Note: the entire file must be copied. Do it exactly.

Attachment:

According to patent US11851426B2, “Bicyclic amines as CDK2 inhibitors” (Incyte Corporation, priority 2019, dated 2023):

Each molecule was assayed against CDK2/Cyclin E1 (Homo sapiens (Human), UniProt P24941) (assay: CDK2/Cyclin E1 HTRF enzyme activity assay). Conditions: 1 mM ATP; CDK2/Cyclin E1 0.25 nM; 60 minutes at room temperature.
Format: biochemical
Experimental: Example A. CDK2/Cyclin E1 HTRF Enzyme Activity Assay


According to patent US11851426B2, “Bicyclic amines as CDK2 inhibitors” (Incyte Corporation, priority 2019, dated 2023):

Each molecule was assayed against CDK2/Cyclin E1 (Homo sapiens (Human), UniProt P24941) (assay: CDK2/Cyclin E1 HTRF enzyme activity assay). Conditions: 1 mM ATP; CDK2/Cyclin E1 0.25 nM; 60 minutes at room temperature.
Format: biochemical
Experimental: Example A. CDK2/Cyclin E1 HTRF Enzyme Activity Assay